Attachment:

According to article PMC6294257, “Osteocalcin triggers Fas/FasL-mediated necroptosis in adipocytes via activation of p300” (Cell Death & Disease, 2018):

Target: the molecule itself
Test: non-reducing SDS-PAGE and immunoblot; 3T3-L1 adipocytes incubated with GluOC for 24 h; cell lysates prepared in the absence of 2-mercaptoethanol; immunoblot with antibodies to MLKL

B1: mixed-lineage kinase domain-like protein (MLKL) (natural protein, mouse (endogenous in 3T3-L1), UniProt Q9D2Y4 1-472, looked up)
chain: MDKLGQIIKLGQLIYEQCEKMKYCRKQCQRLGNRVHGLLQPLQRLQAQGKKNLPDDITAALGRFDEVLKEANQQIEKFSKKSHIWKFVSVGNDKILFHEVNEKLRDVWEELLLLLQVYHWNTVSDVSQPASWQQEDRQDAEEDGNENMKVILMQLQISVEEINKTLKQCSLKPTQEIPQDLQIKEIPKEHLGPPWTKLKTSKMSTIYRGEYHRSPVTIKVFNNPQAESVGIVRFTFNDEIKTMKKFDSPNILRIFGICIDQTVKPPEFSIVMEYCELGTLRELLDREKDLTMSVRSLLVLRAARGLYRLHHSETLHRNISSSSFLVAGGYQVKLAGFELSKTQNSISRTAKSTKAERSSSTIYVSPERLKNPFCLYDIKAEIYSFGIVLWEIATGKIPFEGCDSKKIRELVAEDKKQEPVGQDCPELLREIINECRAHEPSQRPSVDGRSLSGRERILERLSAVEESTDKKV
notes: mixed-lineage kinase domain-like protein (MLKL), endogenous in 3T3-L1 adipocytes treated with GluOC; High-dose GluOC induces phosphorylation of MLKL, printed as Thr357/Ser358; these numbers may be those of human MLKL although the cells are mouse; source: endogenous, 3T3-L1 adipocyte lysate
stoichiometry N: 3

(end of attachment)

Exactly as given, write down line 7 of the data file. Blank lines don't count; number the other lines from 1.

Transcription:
stoichiometry N: 3